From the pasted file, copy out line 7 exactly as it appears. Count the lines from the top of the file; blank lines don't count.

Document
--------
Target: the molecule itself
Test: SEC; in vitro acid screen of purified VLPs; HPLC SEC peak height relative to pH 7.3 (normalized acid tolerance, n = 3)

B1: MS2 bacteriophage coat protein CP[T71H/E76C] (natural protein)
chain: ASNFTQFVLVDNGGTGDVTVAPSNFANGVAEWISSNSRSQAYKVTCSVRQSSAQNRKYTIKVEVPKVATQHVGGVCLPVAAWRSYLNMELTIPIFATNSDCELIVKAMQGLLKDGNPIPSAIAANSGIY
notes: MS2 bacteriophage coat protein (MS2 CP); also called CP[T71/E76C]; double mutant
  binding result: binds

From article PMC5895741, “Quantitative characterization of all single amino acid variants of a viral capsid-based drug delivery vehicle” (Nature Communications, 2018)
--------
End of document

From article PMC5895741, “Quantitative characterization of all single amino acid variants of a viral capsid-based drug delivery vehicle” (Nature Communications, 2018)